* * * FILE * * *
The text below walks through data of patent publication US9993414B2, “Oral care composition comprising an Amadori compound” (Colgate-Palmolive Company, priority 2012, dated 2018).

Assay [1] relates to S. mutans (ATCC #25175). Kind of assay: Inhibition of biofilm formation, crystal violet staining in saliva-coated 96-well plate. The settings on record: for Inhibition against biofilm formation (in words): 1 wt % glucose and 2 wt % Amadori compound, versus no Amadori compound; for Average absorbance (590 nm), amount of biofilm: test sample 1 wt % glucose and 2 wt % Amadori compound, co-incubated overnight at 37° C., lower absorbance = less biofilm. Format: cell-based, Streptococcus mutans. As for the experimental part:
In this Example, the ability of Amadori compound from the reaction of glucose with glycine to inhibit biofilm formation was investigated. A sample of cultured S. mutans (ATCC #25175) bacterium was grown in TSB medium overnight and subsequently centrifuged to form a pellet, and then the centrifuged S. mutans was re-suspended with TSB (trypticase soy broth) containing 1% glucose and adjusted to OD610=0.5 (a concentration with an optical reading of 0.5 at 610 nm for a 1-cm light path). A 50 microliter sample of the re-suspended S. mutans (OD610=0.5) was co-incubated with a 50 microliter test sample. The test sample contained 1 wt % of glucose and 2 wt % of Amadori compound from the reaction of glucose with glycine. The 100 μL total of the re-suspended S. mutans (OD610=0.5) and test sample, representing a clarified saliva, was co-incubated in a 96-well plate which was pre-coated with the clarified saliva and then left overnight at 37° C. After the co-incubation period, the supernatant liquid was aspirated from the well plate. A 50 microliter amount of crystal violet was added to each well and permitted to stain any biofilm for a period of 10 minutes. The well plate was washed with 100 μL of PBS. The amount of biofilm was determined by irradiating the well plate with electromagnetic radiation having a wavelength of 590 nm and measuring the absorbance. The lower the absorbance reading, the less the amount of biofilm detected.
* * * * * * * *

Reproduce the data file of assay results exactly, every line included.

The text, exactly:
The text below walks through data of patent publication US9993414B2, “Oral care composition comprising an Amadori compound” (Colgate-Palmolive Company, priority 2012, dated 2018).

Assay [1] relates to S. mutans (ATCC #25175). Kind of assay: Inhibition of biofilm formation, crystal violet staining in saliva-coated 96-well plate. The settings on record: for Inhibition against biofilm formation (in words): 1 wt % glucose and 2 wt % Amadori compound, versus no Amadori compound; for Average absorbance (590 nm), amount of biofilm: test sample 1 wt % glucose and 2 wt % Amadori compound, co-incubated overnight at 37° C., lower absorbance = less biofilm. Format: cell-based, Streptococcus mutans. As for the experimental part:
In this Example, the ability of Amadori compound from the reaction of glucose with glycine to inhibit biofilm formation was investigated. A sample of cultured S. mutans (ATCC #25175) bacterium was grown in TSB medium overnight and subsequently centrifuged to form a pellet, and then the centrifuged S. mutans was re-suspended with TSB (trypticase soy broth) containing 1% glucose and adjusted to OD610=0.5 (a concentration with an optical reading of 0.5 at 610 nm for a 1-cm light path). A 50 microliter sample of the re-suspended S. mutans (OD610=0.5) was co-incubated with a 50 microliter test sample. The test sample contained 1 wt % of glucose and 2 wt % of Amadori compound from the reaction of glucose with glycine. The 100 μL total of the re-suspended S. mutans (OD610=0.5) and test sample, representing a clarified saliva, was co-incubated in a 96-well plate which was pre-coated with the clarified saliva and then left overnight at 37° C. After the co-incubation period, the supernatant liquid was aspirated from the well plate. A 50 microliter amount of crystal violet was added to each well and permitted to stain any biofilm for a period of 10 minutes. The well plate was washed with 100 μL of PBS. The amount of biofilm was determined by irradiating the well plate with electromagnetic radiation having a wavelength of 590 nm and measuring the absorbance. The lower the absorbance reading, the less the amount of biofilm detected.